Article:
Blue Origin’s emphasis is making space travel a reusable entity too, allowing for several missions to be made with each vehicle, using the ‘launch, land, repeat’ tagline for the missions to offer ‘decreased costs, increased access’. It’s like Bezos is trying to create a train service to outer space.

The concept of creating efficient space travel for exploration and discovery is a good one. Yet the underlying ideology behind Bezos’s reasons for creating Blue Origin hark back to those of the man who planted space travel in his mind all those years ago.

‘Going to space to benefit earth’

At a launch event for the Blue Moon lander in May 2019, Bezos set out his stall for space being the future of civilisation. Blue Origin’s mission statement highlights its ambitions to have people working and living space in order to preserve the future of the planet – “we are building a road so your children can build the future”, as the company puts it.

His presentation in Washington D.C was called Going to Space to Benefit Earth, and he highlighted facts which we already knew around the changes required to help protect and preserve our planet. Rather than the publicly-funded NASA in the 1970s, Bezos wants to make his private company capture the imagination of the public when it comes to space – and as the head of a gargantuan retailer, Bezos knows how to sell a concept.

Yet many of those in attendance at Blue Origin’s event and other industry experts were left feeling like they were hearing the same story over again – Bezos’s ideas were the same as his space mentor Gerald O’Neill, and they were over 40 years old. One critic labelled the concept as being “a watered-down version of nostalgia for yesterday’s future”.

The issues around buying into Bezos’s concept of space habitation are that although the technology has advanced rapidly since The High Frontier, the reason and rationale has stayed the same, as have the methods and overall goals of living in space.

Even the renderings which have been created by Blue Origin don’t offering anything new. Images show the skylines of Singapore and Seattle underneath glass cylinders, whilst another shows Florence’s medieval architecture. This isn’t new, exciting or innovative – it’s just what we have now, but in space. Moshe Safdie’s Marina Bay Sands is seen in Singapore’s rendering, but its inclusion shows how the architectural megastructures of yesteryear are no longer embraced – Safdie built the iconic Habitat 67, a brilliant example of human-orientated placemaking, before turning his hand to luxury hotels.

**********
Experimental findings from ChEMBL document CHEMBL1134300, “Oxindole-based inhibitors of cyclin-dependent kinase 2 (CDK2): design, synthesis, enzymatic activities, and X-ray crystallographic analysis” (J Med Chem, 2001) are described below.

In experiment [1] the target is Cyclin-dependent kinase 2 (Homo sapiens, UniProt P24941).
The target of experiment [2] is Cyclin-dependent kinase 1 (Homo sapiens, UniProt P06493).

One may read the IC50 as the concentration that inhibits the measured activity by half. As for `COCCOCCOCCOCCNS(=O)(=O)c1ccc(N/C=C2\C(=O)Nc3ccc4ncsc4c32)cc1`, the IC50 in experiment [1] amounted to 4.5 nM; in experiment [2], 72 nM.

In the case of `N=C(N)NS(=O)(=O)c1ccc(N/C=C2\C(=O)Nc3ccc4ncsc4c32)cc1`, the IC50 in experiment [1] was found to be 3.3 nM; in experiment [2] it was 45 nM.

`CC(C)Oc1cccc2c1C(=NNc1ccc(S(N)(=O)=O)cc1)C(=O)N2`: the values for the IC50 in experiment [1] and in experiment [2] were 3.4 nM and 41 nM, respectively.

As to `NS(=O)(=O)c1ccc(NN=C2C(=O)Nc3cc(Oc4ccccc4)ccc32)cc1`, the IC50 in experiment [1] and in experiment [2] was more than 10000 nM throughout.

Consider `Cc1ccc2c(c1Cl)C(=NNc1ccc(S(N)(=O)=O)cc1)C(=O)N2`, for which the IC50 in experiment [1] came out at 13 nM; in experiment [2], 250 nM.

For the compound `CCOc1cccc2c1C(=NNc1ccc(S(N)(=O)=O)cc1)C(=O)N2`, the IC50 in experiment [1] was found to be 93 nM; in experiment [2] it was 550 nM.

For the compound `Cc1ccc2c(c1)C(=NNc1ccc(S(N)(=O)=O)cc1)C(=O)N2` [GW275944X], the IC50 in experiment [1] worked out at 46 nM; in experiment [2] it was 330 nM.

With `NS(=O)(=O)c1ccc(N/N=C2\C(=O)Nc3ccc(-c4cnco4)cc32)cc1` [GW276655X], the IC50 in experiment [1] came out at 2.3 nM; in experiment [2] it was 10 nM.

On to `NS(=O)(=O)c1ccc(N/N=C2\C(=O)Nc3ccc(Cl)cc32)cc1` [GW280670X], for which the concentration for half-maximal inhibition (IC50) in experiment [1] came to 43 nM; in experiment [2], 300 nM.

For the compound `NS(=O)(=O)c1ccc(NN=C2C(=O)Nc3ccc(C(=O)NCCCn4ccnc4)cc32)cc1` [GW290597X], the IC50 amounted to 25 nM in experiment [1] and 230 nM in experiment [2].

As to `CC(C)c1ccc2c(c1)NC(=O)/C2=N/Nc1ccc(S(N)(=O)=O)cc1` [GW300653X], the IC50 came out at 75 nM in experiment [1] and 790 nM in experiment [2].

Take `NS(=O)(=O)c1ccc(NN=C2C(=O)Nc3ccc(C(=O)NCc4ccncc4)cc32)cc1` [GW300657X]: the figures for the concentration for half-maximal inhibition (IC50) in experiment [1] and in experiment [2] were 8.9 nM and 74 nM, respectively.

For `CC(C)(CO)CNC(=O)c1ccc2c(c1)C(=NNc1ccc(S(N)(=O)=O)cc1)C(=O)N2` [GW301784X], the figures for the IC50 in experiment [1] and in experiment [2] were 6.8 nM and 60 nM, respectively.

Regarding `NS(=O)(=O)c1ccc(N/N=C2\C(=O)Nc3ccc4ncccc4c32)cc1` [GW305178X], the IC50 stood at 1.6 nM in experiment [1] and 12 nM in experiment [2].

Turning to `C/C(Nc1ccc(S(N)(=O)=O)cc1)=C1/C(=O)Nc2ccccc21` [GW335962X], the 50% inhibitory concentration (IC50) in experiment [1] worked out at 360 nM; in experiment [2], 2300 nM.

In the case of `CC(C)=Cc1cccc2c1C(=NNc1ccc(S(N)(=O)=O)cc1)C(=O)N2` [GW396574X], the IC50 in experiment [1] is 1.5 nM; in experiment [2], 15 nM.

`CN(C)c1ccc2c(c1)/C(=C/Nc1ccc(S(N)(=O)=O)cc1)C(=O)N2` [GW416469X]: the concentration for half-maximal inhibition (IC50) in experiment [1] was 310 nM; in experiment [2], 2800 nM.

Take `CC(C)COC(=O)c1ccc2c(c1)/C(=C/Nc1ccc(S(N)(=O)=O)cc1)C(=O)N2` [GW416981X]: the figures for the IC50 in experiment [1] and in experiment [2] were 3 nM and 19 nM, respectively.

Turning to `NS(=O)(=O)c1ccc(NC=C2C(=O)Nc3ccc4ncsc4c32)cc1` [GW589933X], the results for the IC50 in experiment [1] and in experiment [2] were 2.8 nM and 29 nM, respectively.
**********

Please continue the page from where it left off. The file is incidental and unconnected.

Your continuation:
Although they have good intentions, Bezos’s concepts seem to be firmly rooted on the thoughts of the past without any ideas of how to make a civilisation for the future.

Could we build colonies in space?

The worrying questions around Bezos’s space project is have we really learnt anything over the last 50 years that make this idea feasible?

Back in 1975, without the innovation we have at our disposal today, the idea of colonising in space was optimistic, but there was nothing to prove or disprove the notion. In 2019, the complexities, assumptions and unknowns still haven’t been tackled and the consequences of creating an ecosystem away from earth is still an ambiguous quantity.

Yes, action needs to be taken to protect our planet for future generations, but Bezos and Blue Origin need to spend more time at the drawing board before we can start believing that space habitation is a practical solution to our crises.